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Kansas dental insurance guide 2022

Kansas dental insurance guide 2022

The Kansas health insurance marketplace has certified individual and family dental plans from five insurers

Dental insurance in Kansas

Kansas uses the federally facilitated health insurance marketplace HealthCare.gov for the sale of certified individual/family dental plans.

Not all insurers that offer medical plans through the Kansas exchange include dental coverage with their health plans, but stand-alone dental plans are available for purchase that cover both adults and children.

How much does dental insurance cost in Kansas?

For adults who purchase their own stand-alone or family dental coverage through the exchange, premiums range from $39 to $80 per month.

IHC Specialty Benefits reports that the average monthly premium for a stand-alone family dental plan sold in Kansas over a two-year period (2020-2021) was $41.72. (Typical family size was 1.2 to 1.4 persons.)

If a family is purchasing coverage through the health insurance exchange, the premiums associated with pediatric dental coverage may or may not be offset by premium tax credits (premium subsidies). Here’s more about how that works, depending on whether the health plan has integrated pediatric dental benefits.

Pediatric dental benefits in Kansas

The pediatric stand-alone dental plans available on the Kansas exchange will comply with the ACA’s pediatric dental coverage rules. This means out-of-pocket costs for pediatric dental care will not exceed $375 per child in 2022 (or $750 for all the children on a family’s plan), and there is no cap on medically-necessary pediatric dental benefits.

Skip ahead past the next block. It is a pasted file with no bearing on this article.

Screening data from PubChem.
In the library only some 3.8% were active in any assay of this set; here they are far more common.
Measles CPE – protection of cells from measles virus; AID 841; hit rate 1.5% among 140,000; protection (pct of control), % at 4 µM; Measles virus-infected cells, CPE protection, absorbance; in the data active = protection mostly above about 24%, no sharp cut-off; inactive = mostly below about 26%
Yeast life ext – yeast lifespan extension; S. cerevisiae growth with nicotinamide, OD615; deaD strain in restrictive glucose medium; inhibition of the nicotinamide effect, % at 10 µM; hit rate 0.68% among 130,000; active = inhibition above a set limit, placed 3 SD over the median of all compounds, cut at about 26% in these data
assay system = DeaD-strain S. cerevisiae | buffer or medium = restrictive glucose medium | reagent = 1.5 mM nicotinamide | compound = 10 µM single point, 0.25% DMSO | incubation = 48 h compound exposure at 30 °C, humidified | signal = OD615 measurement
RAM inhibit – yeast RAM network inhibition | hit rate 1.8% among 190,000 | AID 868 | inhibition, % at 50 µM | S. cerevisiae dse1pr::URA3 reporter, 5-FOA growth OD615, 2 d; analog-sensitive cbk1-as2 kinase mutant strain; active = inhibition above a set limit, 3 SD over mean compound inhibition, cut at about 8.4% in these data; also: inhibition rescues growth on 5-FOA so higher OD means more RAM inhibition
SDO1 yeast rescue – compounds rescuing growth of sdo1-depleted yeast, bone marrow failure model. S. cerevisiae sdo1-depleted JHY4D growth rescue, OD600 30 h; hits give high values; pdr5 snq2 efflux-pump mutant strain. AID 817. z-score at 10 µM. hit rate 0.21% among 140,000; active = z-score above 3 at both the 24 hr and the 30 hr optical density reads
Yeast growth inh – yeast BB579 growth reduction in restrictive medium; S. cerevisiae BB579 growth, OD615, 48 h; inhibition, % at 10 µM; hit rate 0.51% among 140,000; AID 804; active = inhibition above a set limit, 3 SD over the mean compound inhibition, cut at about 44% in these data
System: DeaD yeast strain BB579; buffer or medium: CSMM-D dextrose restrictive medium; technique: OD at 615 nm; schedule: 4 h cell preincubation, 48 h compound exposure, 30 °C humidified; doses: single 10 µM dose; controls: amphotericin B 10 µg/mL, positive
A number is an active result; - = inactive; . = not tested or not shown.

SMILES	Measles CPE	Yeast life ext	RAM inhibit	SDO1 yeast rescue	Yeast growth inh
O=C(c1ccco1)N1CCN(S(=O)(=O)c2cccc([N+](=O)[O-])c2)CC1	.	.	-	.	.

As is the case for all essential health benefits, the specific coverage requirements for pediatric dental care are guided by the state’s essential health benefits benchmark plan.

You can see details here for Kansas’s benchmark plan, which does include coverage for both basic and major dental services for children.

Five insurers offer stand-alone dental plans through the Kansas exchange

In 2022, five insurers offer stand-alone individual/family dental coverage through the health insurance marketplace in Kansas. These are dental plans that are not included with a medical plan and must be purchased separately:

  • BEST Life
  • Truassure Insurance
  • Dentegra
  • Renaissance Dental
  • Guardian

These plans can be purchased through HealthCare.gov during open enrollment (November 1 to January 15) or during a special enrollment period triggered by a qualifying life event. Exchange-certified stand-alone dental plans are compliant with the ACA’s rules for pediatric dental coverage.

Can I buy dental insurance outside of Kansas’s exchange?

There are also many dental insurers that will sell stand-alone dental plans directly to consumers in the Sunflower State. These plans will not be subject to the ACA’s essential health benefit rules for pediatric dental coverage, but they are regulated by the Kansas Insurance Department. If you would like to purchase a non-ACA qualified dental plan, ask a dentist for recommendations or search online.

There are also various dental discount plans available in Kansas. It’s important to recognize that dental discount plans are not insurance, but they can offer discounted rates at participating dentists. Here’s what you need to know about the differences between dental insurance and dental discount plans.

To locate the plans available in your area, search online for dental discount plans and the state of Kansas.

Medicaid/CHIP dental coverage in Kansas

Adults enrolled in Medicaid in Kansas are eligible for limited preventive dental services. Children can receive more robust benefits if eligible.

KanCare, which is Kansas’s CHIP, provides coverage to uninsured children and pregnant women with income above the eligibility limits for Medicaid.

Dental resources in Kansas

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For all information on Medicare in Kansas, healthinsurance.org has you covered. Get all the resources you need to make an informed decision.

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Our state guides offer up-to-date information about ACA-compliant individual and family plans and marketplace enrollment; Medicaid expansion status and Medicaid eligibility; short-term health insurance regulations and short-term plan availability; and Medicare plan options.